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						Horse Trainer A3

Horse Trainer

Story and photos by Joe Greeves

Turning a tired old nag into a thoroughbred doesn’t have to be complicated. Rod Brown, a hardworking farmer from Rolling Fork, Mississippi, knows that firsthand. When he delivered his done-in ’65 Mustang to Tim Chesney and A.J. at TAJ Motorsports, he gave them some simple guidance: “I want it red and I want 600 hp. Other than that, do whatever you want!”

Man, did they ever. The sheet metal of Brown’s Fastback was in poor shape — rode hard and put away rusty. With the car on the rotisserie, numerous panels were replaced and Bondo areas eliminated. Since Brown is about 6 feet 5 inches tall and needed a skosh more room, the firewall was moved forward an inch and the floor pan reconfigured to allow a lower seat height.

Once the body was solid and Brown could fit in it, making the car handle better was the next priority. All the factory Mustang suspension pieces were scrapped and replaced with a Heidts Mustang II chrome front end. Sprucing it up even further are chrome QA1 coilovers, power rack-and-pinion steering, and a Flaming River tilt column.

A Lentech Strip Dominator three-speed automatic with overdrive and custom aluminum driveshaft funnel power to the rear end. It runs a Martz Chassis parallel four-link and QA1 coilovers to suspend the Moser 9-inch center section, fitted with 31-spline Moser axles, 3:83 ratio Trac-Lok differential, and Panhard bar. Stopping power comes from Wilwood slotted and cross-drilled, 12-inch disc brakes with four-piston calipers. They’re actuated by a custom hydroboost power brake unit and polished Wilwood master cylinder. The whole setup rolls on Boze forged alloy wheels (18x8 front, and 18x10 rear), wrapped in BFGoodrich KDW2 rubber (225/35-ZR18 front, and 295/35-ZR18 rear)

How about Brown’s directive on the power output? To achieve the goal of 600 hp, Chesney selected a 351 Windsor block, bored and stroked to 410 cubes. The innards were upgraded with a SCAT forged steel crank, BRC dished pistons, and 4340 forged steel H-beam rods, along with a Crane Mutha Thumper roller cam and 1.7 ratio roller rockers.

Opening up the nostrils of this ponycar’s engine are ported and polished AFR 205 heads, an Edelbrock Air-Gap intake and a 950 Holley four-barrel carb modified by Pro Systems and dual-filtered by a Spectre air cleaner. Breathing out was enhanced with Bassani ceramic-coated headers, polished stainless steel 2.5-inch exhaust, and stainless MagnaFlow mufflers. Sparking new life into this classic Mustang is an MSD 6AL electronic ignition. QTEC electric cutouts add a throaty NASCAR rumble.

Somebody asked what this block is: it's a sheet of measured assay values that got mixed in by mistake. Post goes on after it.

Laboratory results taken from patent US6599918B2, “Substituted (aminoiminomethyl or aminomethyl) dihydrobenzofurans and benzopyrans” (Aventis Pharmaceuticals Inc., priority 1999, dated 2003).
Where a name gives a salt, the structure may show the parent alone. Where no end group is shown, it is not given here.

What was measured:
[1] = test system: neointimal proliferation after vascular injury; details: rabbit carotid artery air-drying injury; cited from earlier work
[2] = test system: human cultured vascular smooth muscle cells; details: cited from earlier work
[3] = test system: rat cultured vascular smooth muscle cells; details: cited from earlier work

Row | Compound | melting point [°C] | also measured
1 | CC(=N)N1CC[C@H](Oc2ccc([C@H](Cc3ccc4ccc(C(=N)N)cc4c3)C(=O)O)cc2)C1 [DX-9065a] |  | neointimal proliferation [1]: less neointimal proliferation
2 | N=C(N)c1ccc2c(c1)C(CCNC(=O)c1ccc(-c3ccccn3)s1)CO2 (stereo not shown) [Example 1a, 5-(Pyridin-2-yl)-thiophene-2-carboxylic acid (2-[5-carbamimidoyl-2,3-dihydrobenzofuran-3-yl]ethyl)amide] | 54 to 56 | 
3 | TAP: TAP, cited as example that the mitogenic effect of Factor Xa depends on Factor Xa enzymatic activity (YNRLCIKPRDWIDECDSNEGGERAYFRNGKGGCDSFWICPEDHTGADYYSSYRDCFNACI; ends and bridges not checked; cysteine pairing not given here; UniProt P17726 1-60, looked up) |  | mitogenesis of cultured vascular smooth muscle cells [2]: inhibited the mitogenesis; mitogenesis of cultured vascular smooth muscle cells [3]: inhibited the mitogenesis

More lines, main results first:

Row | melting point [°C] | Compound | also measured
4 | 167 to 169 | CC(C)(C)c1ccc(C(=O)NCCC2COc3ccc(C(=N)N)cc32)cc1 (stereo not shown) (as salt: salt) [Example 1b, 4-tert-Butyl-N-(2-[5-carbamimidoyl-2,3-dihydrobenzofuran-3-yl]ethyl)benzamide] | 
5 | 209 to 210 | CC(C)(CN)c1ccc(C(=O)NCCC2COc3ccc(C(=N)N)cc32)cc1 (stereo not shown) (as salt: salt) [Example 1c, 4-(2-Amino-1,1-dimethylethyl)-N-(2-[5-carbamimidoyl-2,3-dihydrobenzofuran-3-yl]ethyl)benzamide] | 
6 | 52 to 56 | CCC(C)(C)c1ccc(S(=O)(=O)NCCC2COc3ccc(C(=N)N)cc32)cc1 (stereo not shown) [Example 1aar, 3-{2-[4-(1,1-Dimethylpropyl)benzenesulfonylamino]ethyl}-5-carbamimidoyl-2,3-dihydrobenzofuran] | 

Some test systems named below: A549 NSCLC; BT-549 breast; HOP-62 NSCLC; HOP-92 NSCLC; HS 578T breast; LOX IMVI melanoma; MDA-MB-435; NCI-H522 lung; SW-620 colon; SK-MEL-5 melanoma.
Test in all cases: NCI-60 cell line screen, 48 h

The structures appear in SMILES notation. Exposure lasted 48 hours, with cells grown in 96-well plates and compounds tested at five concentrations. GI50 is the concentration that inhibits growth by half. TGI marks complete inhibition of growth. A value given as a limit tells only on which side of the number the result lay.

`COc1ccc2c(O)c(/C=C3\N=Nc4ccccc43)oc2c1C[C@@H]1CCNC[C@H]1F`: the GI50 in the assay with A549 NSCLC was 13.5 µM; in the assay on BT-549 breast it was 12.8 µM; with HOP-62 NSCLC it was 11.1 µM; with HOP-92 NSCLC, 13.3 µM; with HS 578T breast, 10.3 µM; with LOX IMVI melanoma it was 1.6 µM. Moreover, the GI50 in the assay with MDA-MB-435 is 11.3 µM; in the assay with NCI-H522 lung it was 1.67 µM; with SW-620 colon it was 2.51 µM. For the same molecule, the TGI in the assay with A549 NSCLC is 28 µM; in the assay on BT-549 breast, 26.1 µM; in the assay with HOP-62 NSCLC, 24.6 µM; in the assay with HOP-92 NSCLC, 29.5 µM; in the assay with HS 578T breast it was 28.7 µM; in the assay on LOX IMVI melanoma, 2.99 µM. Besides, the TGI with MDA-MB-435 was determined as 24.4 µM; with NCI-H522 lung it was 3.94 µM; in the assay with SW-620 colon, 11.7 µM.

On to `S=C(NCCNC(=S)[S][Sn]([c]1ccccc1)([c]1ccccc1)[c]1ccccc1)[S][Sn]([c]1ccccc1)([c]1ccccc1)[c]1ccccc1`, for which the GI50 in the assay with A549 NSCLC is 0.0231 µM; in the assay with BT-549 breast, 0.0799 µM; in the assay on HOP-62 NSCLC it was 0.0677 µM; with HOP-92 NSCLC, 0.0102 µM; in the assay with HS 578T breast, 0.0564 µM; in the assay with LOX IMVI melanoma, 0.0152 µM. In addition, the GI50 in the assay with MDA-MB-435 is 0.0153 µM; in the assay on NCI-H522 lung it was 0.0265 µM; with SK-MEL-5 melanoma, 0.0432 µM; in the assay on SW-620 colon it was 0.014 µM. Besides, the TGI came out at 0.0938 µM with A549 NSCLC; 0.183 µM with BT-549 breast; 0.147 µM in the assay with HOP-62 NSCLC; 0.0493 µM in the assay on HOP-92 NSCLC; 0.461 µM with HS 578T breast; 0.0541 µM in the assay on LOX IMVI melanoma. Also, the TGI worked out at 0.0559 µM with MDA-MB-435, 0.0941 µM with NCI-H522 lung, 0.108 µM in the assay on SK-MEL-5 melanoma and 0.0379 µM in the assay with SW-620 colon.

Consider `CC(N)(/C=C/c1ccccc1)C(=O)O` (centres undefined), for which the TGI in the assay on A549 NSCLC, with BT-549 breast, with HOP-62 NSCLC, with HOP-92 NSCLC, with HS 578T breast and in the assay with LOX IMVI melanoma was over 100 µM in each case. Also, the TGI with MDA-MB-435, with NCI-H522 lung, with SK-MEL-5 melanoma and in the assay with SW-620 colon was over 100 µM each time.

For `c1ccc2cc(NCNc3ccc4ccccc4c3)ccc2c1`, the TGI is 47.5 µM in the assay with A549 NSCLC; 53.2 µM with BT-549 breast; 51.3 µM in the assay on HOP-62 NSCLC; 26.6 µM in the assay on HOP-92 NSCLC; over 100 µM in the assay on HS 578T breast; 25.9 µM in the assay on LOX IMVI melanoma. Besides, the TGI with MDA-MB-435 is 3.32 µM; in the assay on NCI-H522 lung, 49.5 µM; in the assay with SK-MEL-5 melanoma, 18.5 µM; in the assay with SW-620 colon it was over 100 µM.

All told, did Chesney hit the requested 600 hp? The potent package delivers 596 horses — close enough!

The engine room showcased the potent power plant with a smooth firewall, along with inner fender panels that were hand fabricated and welded to the outer fenders, eliminating the factory bolts.

Lots of grooming was needed to give this steed a sleek look. There is hardly a seam showing anywhere.
“The vision that we had for the car was to smooth everything out,” Chesney notes. “We hid all the wiring, eliminated all visible nuts and bolts, and made subtle changes throughout.”

The TAJ guys even went so far as to widen the rear of the car a half-inch on either side at the top of the fenders, sharpening all the body lines in the process. The trunk lid is fiberglass with a molded-in spoiler and glass end caps. The LED taillights from Mustang Projects are surface-mounted and sequential.

At the front is an Eleanor-style spoiler with Hella driving lights, and the factory headlight buckets were molded to the fenders. The stock parking lights, usually mounted below the bumper, were relocated, turned sideways, and installed next to the headlights. The fiberglass hood is a standard GT350 modified with a ’68 hood scoop, and the three-piece grille was converted to a single unit.

Pop the trunk with its polished aluminum hinges, and prepare to be impressed with the unique chassis bracing and 16-gallon fuel cell, along with the pair of OPTIMA Red Top batteries, MSD electronic ignition module, the Stinger dual-battery solenoid, and fuse blocks for the stereo. The final step was paint, with Tim and A.J. stripping the car to a bare shell, priming, and spraying House of Kolor Blue Blood Red with Ice Pearl, followed by multiple coats of clear.

Inside the cockpit, the rear of the car was tubbed three inches on either side to accommodate fatter tires, which required trimming the fold-down back seat in the process. Tim found a set of Nissan Z buckets in a salvage yard and created a set of frames to accommodate Brown’s height. Front and back seats were covered in red and black vinyl with the headliner stitched to match. Russell Wood installed the custom upholstery in the interior and trunk.

The steel center console has a modified short-throw B&M Hammer shifter, and is loaded with controls for the Alpine stereo, Classic Auto Air A/C, auxiliary lighting, and other switchgear. The dash now houses a JME six-gauge package with red LED backlighting.

Chesney’s background is in computers, so he likes to add lots of interesting electronics like the Viper alarm system, Hide-A-Way radio antenna and a custom audio system beginning with an Alpine head unit, Cerwin Vega mids and highs, and Cerwin Vega 1,000-watt amp driving a trunk-mounted JL Audio sub.

The whole project took two years to complete, but the finished ride really fired up Brown’s enthusiasm. He spanked the flanks hard, boiling the hides in a smothering cloud of smoke. It doesn’t get any more simple!

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Mustang Restomod